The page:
Toccata and Fugue in a Megacity
Cairo's German Evangelical congregation celebrates its 100th birthday
April 20, 2012
With a soft cloth, Andrea Busse polishes the ornaments of the heavy church door. "It won't take long for the dust to be back again, but, still, it looks nice, right?" The pastor with the blond ponytail nods in satisfaction. The inside of the church is being repainted, and the sound of hammers can be heard in the galleries. The final preparations for the big day. On April 21, the German Evangelical Church in Cairo will be 100 years old, an event the congregation wants to celebrate in style. Former bishop Wolfgang Huber is traveling from Germany to the shores of the Nile in order to deliver the keynote address.
The church is located in one of the loudest and dustiest intersections in Cairo. In the street, minibuses caught in a traffic jam honk their horns. Fish and toy merchants offer their wares and above them, at a height equivalent to that of the church steeple, cars roar past on an overpass.
Nearby, on Tahrir Square, the protest camp of demonstrators is still present. "It is always an exploit to get here through the traffic," says Rev. Busse. "But when one steps into the church, the effort is rewarded."
Indeed, as soon as the door is shut, the noise of the city fades into the distance. The church with its plain, nearly square nave exhales tranquility. "One rarely finds such peacefulness in a megacity like Cairo," says Busse.
Organ music drifts from the gallery. Gerhard Walcker, an organ builder from the Saarland, is at the console. "My great-grandfather originally installed this organ and over the past year I have made it playable again." The organ, like the church, is something very special. "It's a romantic organ. Such soft sounding instruments were only made for a short period of time," he explained as he made the string pipes on the left side of the organ softly sound. For its birthday, the church also plans to inaugurate the newly rebuilt organ with a special concert.
The church in Cairo dates back to a period when Germany still had ambitions of becoming a major power. The altar Bible was personally dedicated by the Empress herself; about the opening day, the logbook states, "The church and forecourt were festively adorned with garlands, flowers and banners."
The Evangelical congregation of Cairo was founded in 1864 and grew very quickly. One hundred years ago, 1,842 Germans lived in Cairo. "They played a major role in the life of the city, since they occupied important functions in the administration and as hotel owners," says Angelika Marks. Together with archaeologist Gisela Fock, she studies the congregation archives and keeps the logbook.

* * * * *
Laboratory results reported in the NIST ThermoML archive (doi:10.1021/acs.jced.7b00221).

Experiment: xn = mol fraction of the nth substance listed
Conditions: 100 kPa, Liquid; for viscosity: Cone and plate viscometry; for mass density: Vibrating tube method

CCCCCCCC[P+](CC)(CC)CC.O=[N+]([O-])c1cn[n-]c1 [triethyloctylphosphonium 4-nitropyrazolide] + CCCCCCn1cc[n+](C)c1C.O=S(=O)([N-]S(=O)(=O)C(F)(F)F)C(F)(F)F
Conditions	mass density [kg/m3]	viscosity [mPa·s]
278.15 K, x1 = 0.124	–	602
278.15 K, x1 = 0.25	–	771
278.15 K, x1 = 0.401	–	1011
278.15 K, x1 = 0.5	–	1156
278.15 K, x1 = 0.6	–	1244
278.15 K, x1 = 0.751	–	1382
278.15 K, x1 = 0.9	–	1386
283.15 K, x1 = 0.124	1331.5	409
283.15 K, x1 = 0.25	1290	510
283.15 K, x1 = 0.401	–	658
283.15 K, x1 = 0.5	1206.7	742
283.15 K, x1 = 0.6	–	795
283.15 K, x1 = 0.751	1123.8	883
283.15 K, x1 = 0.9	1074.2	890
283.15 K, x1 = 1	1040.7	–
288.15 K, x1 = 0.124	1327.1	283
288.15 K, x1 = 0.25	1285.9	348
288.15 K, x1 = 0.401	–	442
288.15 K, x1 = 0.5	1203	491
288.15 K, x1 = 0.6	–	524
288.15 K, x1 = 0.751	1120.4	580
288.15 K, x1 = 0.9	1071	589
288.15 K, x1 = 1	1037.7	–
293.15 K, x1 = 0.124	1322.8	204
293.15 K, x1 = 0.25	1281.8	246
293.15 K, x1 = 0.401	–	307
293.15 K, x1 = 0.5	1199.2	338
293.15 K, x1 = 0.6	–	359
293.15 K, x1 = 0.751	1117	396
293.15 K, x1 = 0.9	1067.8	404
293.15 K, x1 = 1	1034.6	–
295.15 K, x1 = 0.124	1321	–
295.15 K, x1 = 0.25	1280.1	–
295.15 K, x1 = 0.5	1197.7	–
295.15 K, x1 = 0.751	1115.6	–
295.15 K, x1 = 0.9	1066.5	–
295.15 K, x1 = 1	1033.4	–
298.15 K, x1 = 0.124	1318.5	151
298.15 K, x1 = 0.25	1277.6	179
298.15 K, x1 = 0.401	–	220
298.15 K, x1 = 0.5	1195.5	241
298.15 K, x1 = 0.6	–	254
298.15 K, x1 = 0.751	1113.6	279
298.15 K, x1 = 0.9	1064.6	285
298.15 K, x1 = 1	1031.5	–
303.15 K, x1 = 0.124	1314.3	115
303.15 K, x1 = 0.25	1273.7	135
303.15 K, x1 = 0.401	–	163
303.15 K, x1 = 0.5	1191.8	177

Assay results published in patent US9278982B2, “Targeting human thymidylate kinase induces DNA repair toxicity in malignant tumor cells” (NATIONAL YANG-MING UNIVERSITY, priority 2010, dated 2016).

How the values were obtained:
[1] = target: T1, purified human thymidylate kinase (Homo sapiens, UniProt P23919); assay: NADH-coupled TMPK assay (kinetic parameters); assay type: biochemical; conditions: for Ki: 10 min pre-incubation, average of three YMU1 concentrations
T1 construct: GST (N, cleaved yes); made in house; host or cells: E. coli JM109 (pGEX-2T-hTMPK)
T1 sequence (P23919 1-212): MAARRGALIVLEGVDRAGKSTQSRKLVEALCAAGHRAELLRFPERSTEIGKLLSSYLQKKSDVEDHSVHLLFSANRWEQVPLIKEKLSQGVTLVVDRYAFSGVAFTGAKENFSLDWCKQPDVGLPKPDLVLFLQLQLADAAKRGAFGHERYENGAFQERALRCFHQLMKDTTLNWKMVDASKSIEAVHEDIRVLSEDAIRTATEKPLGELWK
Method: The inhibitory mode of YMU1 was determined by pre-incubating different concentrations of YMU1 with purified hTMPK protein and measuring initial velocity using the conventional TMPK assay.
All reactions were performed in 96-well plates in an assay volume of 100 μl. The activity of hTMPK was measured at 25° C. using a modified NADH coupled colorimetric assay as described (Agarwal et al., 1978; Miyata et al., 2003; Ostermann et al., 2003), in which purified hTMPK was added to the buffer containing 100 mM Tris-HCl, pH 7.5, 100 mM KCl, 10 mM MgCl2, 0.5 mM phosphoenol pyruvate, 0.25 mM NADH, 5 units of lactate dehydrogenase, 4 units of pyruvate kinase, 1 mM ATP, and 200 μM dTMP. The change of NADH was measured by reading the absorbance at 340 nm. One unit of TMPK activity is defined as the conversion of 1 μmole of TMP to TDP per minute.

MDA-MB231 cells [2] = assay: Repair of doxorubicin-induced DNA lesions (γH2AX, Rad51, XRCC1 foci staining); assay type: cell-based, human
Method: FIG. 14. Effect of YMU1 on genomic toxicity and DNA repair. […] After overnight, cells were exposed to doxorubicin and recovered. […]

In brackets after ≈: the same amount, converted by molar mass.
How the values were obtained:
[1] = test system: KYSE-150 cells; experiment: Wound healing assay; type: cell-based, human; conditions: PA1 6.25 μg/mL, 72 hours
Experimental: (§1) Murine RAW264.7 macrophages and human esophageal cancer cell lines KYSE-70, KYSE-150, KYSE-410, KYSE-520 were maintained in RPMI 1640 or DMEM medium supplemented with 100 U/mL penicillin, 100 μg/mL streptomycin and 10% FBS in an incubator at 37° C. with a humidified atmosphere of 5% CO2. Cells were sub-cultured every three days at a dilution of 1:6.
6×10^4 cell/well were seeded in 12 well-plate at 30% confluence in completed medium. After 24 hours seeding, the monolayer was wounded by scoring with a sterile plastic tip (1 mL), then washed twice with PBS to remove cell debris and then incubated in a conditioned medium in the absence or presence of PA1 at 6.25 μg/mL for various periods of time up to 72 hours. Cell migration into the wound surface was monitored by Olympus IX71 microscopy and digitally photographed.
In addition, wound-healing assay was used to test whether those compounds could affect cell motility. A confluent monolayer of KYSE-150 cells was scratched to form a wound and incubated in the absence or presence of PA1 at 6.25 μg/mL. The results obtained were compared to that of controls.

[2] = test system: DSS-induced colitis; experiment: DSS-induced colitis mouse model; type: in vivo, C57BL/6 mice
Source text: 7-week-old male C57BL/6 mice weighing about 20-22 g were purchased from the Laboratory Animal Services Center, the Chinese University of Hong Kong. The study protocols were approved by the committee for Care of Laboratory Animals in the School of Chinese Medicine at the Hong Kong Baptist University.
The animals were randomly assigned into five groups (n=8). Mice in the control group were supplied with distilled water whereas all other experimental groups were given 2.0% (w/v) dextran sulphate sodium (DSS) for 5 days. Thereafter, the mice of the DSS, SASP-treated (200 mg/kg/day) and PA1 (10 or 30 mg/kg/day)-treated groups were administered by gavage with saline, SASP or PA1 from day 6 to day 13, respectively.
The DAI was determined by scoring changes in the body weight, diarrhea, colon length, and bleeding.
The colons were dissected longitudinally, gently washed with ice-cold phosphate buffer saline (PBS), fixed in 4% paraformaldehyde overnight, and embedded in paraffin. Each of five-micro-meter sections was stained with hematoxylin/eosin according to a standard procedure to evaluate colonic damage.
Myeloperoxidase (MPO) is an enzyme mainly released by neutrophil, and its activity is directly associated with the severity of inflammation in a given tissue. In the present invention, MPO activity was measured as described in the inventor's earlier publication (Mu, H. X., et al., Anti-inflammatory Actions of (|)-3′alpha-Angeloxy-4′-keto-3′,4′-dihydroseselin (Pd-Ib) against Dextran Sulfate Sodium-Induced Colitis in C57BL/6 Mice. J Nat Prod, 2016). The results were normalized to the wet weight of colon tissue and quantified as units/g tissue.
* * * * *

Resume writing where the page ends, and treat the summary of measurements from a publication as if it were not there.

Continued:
"At the time, the congregation was rich and so could afford this marvelous church," Marks explained. And it isn't just any church: Naturally, a German architect was engaged, because the concern was also to exhibit our Germany identity. In contrast to the neo-Gothic style predominant in Berlin at the time, the result was a neoclassical structure with art nouveau elements. At the time, this and the choice of location sparked heated debates within the congregation.
"The lot purchased was situated in Boulaq, one of the most ill-famed and dirtiest Arab sectors of the city," said a flyer against the construction of the church at the time. It went on to say: "The grounds lie along the Ismailia canal, which is used by natives for washing and bathing. Due to insufficient surveillance, dead cats and other animal corpses float in the canal."
In those days, the church was on the outskirts of the modern city; today it is in the very center. Where the canal once flowed, now runs a street. However, only a few of the 130 congregation members still live in the inner city. Most of them live in quieter sections or in the suburbs, and for them the road to the church is long and arduous.
"It is a quite special congregation," says Axel Matyba, who shares the pastorate with his wife Andrea. Many congregation members are middle-aged and have small children. "They come for a few years to Cairo and then leave again," he explained. There are also women with Egyptian husbands who maintain contact with their native land through the congregation.
"What is also special is that many of our members first became acquainted with the church in Egypt," Busse says. Egypt is a very religious country and it brushes off. "In many cases it begins with children asking questions," she says. "The children see Muslims praying five times a day and want to know how Christians pray."
To make it easier for the congregation, the pastor often goes to them. So worship is celebrated in the church only from time to time - more often in a family's private garden in the suburbs or in a valley in the desert.